It’s not unusual to observe that in the period after the summer break conference activity significantly increases, but this autumn in particular has been more than usually eventful. Along with our ongoing consultancy and advisory work, Real Wireless has had a presence at several events and three conferences consolidated our thinking: RAN World in Rome in early October, the Network Slicing World Summit in Berlin in late October and, in early November in London, a Small Cell SIG event called Small Cells: Realising the 5G Opportunity for Pioneering Spectrum Access – Beyond Exclusive Licensing.
All three events offered insights into potentially important aspects of both 5G and telecoms market models – some overlapping, some very distinct, but all very valuable. More detailed reviews of the three events will appear on this website soon, but I thought it might be useful to begin with an overview of the general themes that emerged across the three areas.
Not surprisingly, RAN World and the Network Slicing World Summit did overlap. However, neither conference looked at network slicing as an imminent business proposition. Both events made it clear that, however desirable it may be to have a business model based on it, network slicing is, for now, an industrial research topic.
There’s still a long way to go, especially with dynamic slicing, whose complexities we are well aware of through our work with 5G projects like MoNArch and NORMA. It’s not uncommon now – as the complexity of the slicing scenarios is acknowledged – for proponents to bundle in an AI capability that is going to be needed. To some extent this reflects the wireless industry desire to be seen to be on the cutting edge of AI adoption. However, it is also a tacit acknowledgement that the slicing concept has inherent complexity. Don’t, therefore, expect this too soon – and possibly never for pure mobile broadband data propositions.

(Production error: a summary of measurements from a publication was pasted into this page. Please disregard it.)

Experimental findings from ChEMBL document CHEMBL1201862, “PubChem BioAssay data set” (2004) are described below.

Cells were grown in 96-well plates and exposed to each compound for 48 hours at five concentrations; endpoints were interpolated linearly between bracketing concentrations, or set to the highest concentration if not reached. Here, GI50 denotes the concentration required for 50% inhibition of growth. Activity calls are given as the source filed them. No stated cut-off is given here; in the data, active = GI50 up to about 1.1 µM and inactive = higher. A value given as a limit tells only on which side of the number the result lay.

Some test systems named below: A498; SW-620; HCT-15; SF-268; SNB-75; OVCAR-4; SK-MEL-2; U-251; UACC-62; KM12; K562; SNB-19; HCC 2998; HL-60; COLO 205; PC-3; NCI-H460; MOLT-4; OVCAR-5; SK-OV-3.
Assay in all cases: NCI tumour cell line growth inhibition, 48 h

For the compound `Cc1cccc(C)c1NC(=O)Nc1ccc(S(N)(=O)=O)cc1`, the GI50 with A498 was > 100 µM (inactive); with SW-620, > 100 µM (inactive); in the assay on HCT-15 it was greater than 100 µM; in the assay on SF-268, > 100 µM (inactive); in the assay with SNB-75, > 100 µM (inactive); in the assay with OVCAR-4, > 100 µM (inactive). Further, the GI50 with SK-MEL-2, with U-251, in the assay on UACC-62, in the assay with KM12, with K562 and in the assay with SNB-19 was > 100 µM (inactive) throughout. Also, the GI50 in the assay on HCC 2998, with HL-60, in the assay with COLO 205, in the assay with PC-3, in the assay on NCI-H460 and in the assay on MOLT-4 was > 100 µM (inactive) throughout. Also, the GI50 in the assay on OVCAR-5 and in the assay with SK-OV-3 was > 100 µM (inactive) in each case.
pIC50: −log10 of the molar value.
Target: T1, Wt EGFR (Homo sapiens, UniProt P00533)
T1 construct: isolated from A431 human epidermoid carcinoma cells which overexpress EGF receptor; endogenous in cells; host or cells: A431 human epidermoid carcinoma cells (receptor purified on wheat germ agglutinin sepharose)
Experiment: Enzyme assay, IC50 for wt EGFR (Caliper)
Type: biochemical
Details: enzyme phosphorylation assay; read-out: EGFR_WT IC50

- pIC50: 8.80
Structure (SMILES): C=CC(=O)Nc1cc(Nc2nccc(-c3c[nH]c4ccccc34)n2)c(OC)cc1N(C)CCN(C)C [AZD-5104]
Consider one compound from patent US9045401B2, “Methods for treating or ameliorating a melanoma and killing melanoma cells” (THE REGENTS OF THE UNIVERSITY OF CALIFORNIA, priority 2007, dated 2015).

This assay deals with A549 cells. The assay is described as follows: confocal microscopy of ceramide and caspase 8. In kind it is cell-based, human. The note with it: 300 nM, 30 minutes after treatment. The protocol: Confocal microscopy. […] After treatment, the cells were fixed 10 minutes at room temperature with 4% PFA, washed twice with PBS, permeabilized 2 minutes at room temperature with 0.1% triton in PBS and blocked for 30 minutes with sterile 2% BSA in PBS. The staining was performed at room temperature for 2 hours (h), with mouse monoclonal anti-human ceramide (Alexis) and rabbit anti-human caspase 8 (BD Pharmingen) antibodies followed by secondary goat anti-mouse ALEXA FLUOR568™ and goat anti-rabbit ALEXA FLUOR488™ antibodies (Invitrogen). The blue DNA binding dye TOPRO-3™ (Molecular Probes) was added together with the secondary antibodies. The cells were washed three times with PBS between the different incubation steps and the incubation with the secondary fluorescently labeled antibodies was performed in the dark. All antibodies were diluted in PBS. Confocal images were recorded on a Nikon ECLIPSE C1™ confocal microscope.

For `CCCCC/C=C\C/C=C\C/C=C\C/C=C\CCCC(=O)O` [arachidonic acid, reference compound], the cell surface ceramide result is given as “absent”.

That said, there were a lot of important contributions to the longer-term aim of making network slicing a commercial reality. I chaired one session on security and another on operators providing what the verticals expect and need. Both offered some interesting pointers to the – still theoretical – future of network slicing.
As for RAN World, the main headlines would most likely be around virtualisation and verticals: how a lot of the innovative approaches on virtualisation are actually coming through IT and enterprise-oriented thinking and what the role of virtualised platforms might be in unlocking the potential of the verticals. Related questions include the desirability (and in some countries likelihood) of exclusive ownership of spectrum. Would operator-led deployments of networks and solutions for verticals flow from that?
There was also some discussion – notably in the Real Wireless-chaired Virtualisation and C-RAN working group meeting – about the merits and demerits of C-RAN and centralisation. Could terms like vRAN be helping to shift the solution discussion away from the cloud and squarely onto the virtualisation value proposition?
The Cambridge Wireless and UK5G-hosted Small Cell SIG event, meanwhile, focused on a number of areas, and notably the non-exclusive ownership model: in particular neutral hosts and how they could bring more capital into the market for infrastructure investment. Of course, related to that are market expansion opportunities – a concern of the DCMS Future Telecoms Infrastructure Review, which was itself a focus of some discussion at the event.
These areas of focus certainly touched on many of our own interests and concerns. Real Wireless is already involved in venues, transport and indoor solutions and we’re aware that our clients may benefit from having more flexibility on accessing spectrum, and that this in turn could open up the market and expand it. With this in mind, its interesting that there has been a noticeable uptick in neutral host company activities – not just in terms of the presence of such companies in conferences, but in terms of real increases in investment in the neutral hosting business. Neutral hosts should be an important driver of flexibility in spectrum access and making it happen.
I’ll be addressing these and other issues in some forthcoming blogs specific to the events previewed here, all of which have been part of a busy autumn – which looks like pointing the way towards an even busier 2019.